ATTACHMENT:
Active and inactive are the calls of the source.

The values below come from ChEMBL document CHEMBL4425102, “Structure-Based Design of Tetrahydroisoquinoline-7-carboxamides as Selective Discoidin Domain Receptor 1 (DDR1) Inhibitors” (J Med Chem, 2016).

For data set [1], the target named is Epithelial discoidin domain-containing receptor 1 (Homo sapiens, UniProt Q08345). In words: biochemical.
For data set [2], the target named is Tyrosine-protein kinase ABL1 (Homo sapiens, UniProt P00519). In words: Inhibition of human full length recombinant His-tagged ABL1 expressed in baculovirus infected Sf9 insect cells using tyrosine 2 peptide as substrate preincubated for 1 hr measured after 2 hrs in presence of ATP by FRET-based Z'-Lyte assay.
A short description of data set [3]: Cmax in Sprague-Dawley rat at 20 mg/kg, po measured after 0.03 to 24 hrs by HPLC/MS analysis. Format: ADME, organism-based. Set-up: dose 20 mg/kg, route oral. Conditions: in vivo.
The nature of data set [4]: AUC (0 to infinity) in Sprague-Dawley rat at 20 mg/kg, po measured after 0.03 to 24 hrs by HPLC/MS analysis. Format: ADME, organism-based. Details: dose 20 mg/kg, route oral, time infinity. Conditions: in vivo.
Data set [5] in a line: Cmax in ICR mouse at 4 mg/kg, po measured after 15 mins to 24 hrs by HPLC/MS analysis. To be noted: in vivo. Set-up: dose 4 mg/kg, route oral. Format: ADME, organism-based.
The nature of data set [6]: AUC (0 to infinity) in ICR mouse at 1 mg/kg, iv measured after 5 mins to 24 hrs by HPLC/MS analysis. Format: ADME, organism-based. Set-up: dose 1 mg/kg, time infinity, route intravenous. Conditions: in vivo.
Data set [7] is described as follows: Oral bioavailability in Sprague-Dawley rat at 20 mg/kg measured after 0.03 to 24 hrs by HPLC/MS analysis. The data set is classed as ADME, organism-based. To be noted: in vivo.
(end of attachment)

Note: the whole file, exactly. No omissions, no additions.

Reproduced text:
Active and inactive are the calls of the source.

The values below come from ChEMBL document CHEMBL4425102, “Structure-Based Design of Tetrahydroisoquinoline-7-carboxamides as Selective Discoidin Domain Receptor 1 (DDR1) Inhibitors” (J Med Chem, 2016).

For data set [1], the target named is Epithelial discoidin domain-containing receptor 1 (Homo sapiens, UniProt Q08345). In words: biochemical.
For data set [2], the target named is Tyrosine-protein kinase ABL1 (Homo sapiens, UniProt P00519). In words: Inhibition of human full length recombinant His-tagged ABL1 expressed in baculovirus infected Sf9 insect cells using tyrosine 2 peptide as substrate preincubated for 1 hr measured after 2 hrs in presence of ATP by FRET-based Z'-Lyte assay.
A short description of data set [3]: Cmax in Sprague-Dawley rat at 20 mg/kg, po measured after 0.03 to 24 hrs by HPLC/MS analysis. Format: ADME, organism-based. Set-up: dose 20 mg/kg, route oral. Conditions: in vivo.
The nature of data set [4]: AUC (0 to infinity) in Sprague-Dawley rat at 20 mg/kg, po measured after 0.03 to 24 hrs by HPLC/MS analysis. Format: ADME, organism-based. Details: dose 20 mg/kg, route oral, time infinity. Conditions: in vivo.
Data set [5] in a line: Cmax in ICR mouse at 4 mg/kg, po measured after 15 mins to 24 hrs by HPLC/MS analysis. To be noted: in vivo. Set-up: dose 4 mg/kg, route oral. Format: ADME, organism-based.
The nature of data set [6]: AUC (0 to infinity) in ICR mouse at 1 mg/kg, iv measured after 5 mins to 24 hrs by HPLC/MS analysis. Format: ADME, organism-based. Set-up: dose 1 mg/kg, time infinity, route intravenous. Conditions: in vivo.
Data set [7] is described as follows: Oral bioavailability in Sprague-Dawley rat at 20 mg/kg measured after 0.03 to 24 hrs by HPLC/MS analysis. The data set is classed as ADME, organism-based. To be noted: in vivo.